LETTER TO THE CRAB NEBULA
Dear Crab Nebula:
There are many ways to turn our eyes to the sky. I was once told of a man who built a house at the base of a giant stone. It was an unusual stone for engraved into its top was a petroglyph of an eye. The man was an amateur astronomer, and on clear nights would go to the top of the stone and set up his tripod and telescope over the ancient oculus. The eye of stone found its extension in an eye of glass. To look through the telescope he would have to lean over to place his eye to the eyepiece—simultaneously bowing to the stone and casting his own eyes to the heavens. I imagine him one night, seeing you, seeing you seeing him, a giant eye caught in the horns of Taurus.
I am making a book out of a meteorite, a piece of iron fallen from the sky. I held the meteorite in my hand, felt its tremendous weight, the paths carved across its surface by air. I sliced it into thin slabs, which I polished and etched. Through this iron I cast my eye back through unknowable space. Through this iron I glimpse something from the time when I more closely resembled you. In this act, I revealed an archaic language filled with echoes of an even older language spoken by a nebula. And so I decided to bind the sliced iron meteorite, present it in the form of a codex, endow it with an invitation to read its patterns, to ask that it be understood as an agent for dreaming, provide it with a new form of flight.
There are times when it appears that we may call things into being—each language carrying its own forms of precision and its own character of calling. Yesterday, I began my day by researching the terms used to describe meteorites in Chinese. To my delight I found a single character, 隕, pronounced yun, which means “to fall from the sky.” There is a similar word, 落, pronounced luo, which means to fall through the air, but in this case more to float through the air—as a leaf, or a feather, or the petal of a flower. In contrast, yun seems to suggest a momentous plummet from unknown heights. What were the circumstances that required a single word for this category of experience? I called a friend of mine who collects meteorites and told him of the word. I wrote to a poet, I told my daughter.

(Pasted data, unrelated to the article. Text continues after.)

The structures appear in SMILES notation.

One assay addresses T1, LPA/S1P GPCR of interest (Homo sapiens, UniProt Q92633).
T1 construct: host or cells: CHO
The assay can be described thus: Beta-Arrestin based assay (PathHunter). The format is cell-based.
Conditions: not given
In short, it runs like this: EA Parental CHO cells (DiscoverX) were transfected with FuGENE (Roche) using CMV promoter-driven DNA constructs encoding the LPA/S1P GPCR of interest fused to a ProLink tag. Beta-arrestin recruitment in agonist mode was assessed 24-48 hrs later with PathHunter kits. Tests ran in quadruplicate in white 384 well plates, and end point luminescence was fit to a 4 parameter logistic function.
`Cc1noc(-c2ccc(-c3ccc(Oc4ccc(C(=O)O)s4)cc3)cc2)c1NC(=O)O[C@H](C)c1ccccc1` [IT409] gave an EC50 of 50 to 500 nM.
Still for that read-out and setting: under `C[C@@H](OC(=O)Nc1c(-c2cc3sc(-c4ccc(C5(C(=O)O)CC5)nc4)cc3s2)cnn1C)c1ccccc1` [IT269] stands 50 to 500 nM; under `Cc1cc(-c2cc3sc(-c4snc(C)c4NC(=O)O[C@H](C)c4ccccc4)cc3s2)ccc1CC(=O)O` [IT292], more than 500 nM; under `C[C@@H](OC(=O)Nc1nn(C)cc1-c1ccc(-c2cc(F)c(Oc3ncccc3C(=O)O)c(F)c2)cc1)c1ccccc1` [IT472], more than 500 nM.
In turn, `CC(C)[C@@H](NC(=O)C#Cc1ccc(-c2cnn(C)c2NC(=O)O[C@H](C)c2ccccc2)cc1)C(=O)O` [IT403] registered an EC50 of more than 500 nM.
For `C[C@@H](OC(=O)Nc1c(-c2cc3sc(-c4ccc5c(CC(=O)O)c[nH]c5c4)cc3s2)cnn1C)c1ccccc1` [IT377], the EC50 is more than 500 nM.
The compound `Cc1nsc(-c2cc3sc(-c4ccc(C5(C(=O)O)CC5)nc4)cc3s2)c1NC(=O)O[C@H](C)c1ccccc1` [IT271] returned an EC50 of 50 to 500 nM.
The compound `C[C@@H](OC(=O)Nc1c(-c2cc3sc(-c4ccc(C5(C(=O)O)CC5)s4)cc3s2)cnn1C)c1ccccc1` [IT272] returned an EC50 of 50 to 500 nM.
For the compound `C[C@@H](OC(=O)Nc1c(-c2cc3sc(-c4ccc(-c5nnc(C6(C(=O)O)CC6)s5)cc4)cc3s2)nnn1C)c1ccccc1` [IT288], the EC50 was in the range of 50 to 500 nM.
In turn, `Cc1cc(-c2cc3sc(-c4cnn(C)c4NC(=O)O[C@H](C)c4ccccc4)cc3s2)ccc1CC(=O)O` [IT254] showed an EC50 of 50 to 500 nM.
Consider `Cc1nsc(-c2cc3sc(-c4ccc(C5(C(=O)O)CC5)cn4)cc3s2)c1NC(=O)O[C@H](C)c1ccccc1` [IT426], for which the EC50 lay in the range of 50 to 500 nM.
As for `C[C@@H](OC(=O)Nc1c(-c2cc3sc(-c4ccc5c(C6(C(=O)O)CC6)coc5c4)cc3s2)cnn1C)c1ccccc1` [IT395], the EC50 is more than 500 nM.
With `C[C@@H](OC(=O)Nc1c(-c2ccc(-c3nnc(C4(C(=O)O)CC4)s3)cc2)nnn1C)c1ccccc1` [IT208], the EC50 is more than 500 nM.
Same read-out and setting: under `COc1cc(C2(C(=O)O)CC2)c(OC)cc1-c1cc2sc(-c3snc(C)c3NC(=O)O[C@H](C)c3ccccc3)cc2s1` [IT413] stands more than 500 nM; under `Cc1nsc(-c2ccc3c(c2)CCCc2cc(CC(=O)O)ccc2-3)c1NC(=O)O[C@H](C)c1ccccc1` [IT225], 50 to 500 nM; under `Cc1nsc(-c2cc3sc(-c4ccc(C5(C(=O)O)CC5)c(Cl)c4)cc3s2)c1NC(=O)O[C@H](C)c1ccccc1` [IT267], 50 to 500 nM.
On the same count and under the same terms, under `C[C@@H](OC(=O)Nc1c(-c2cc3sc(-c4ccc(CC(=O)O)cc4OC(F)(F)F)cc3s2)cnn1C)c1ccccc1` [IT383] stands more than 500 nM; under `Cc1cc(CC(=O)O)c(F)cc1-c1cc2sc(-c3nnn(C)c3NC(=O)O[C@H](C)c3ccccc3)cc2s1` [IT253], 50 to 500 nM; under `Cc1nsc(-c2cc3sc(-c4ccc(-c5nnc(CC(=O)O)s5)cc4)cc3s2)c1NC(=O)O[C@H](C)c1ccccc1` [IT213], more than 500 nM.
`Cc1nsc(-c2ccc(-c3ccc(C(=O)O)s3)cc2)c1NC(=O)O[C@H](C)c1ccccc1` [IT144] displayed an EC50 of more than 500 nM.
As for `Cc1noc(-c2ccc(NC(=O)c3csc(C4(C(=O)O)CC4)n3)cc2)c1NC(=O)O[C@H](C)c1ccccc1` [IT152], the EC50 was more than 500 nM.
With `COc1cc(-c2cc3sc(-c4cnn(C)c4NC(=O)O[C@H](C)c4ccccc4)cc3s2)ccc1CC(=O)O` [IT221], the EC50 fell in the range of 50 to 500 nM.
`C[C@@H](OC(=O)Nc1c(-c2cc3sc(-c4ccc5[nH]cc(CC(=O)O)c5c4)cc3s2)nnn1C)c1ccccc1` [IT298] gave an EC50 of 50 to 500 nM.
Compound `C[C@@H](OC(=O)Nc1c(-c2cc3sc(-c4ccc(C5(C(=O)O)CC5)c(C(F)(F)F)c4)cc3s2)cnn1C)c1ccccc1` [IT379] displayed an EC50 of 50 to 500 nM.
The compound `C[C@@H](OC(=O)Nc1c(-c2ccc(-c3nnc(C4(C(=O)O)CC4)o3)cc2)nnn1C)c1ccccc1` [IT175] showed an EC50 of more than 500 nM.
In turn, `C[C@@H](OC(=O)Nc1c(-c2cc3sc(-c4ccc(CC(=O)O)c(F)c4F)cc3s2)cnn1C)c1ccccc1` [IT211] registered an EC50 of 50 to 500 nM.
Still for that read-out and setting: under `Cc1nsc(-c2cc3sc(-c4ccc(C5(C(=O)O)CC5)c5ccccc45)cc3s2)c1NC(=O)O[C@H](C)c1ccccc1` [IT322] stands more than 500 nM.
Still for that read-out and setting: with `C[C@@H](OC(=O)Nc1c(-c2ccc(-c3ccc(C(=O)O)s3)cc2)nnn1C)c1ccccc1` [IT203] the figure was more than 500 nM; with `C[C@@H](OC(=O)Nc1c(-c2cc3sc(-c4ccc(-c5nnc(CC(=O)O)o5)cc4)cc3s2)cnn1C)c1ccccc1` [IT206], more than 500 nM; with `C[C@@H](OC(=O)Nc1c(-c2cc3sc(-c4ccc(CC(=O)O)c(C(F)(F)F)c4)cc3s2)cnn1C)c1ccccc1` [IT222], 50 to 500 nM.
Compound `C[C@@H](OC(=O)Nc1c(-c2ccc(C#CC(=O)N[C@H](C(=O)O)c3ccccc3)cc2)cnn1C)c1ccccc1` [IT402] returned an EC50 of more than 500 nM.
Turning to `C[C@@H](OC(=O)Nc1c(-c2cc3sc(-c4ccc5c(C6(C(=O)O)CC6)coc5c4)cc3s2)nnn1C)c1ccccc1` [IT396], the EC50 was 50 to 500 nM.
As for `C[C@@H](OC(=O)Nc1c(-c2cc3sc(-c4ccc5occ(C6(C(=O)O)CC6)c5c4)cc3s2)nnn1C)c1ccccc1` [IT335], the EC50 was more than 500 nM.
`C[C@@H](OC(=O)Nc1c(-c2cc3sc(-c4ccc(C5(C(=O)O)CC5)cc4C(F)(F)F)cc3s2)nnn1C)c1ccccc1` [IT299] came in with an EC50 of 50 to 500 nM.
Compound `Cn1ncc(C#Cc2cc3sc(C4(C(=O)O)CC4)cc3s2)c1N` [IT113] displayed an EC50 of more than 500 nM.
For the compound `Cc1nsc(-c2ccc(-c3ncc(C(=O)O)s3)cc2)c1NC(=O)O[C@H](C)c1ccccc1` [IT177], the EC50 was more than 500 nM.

Setting aside my new word yun, I then turned to the design of my meteorite book—looking at the pages as wings, as paddles, as hands. Near the end of the afternoon, I called a machinist. A cold front was blasting across the valley, bringing with it the first snow, and our conversation turned from stainless steel bearings to birds. One day years ago, when he was a young man in Louisiana, he witnessed something extraordinary at the edge of a cold front. “I was standing outside, when suddenly hummingbirds began to fall from the sky. I picked up fifteen or twenty from around the yard, so small you could hardly feel their weight. They would wake up in my hand, and look at me with their tiny black eyes, but they were too stunned to fly. I carried them to a little greenhouse and took care of them for a couple of days. When the weather had warmed back up, I opened the door and they flew away.”
A crucial difference between luo and yun is their relationship to expectation, the effect they have on our understanding of reality. Rain, a maple seed, the scintillating light from distant stars—we expect these from the sky, they constitute a great field, constant and seemingly understood. We do not expect a bird in torpor, even less a piece of stone or iron. In the first case, the objects seamlessly align with our inner selves. In the second case, the event is so unusual, that we must work, often with great difficulty, to forge an alignment. Thus, it seems that the unexpected, the unaligned, leads us to the act of reading. Among the ancient Greeks and Romans were a class of augurs known as auspicium, which means “one who observes birds.” Through practice, they were able to detect the subtle variations in flight and song, and “read” these variations as communications from the gods.
On July 3, 1054, Chinese astronomers looked up to see a sky with little or nothing usual. It is possible that one looked at you that evening still in the form of a star, not knowing that you were on the verge of collapse. The next night, however, all of them witnessed your birth—a blinding light that filled the sky, visible even during the day for close to a month. You were declared a guest star and, like the flight of a bird or a fallen stone, read as an omen, read in the great field of the sky. I don't know what the machinist read into the fall of hummingbirds. But I think of him releasing the hummingbirds—letting his eyes rest where those minute jewels disappeared into the sky—and then devoting his life to the precise turning of metal. I cannot tell you what will be read in the pages of my meteorite book, or in what language, but on the next clear night, I will hold them up for you to see.
Walla Walla, WA
October 27, 2009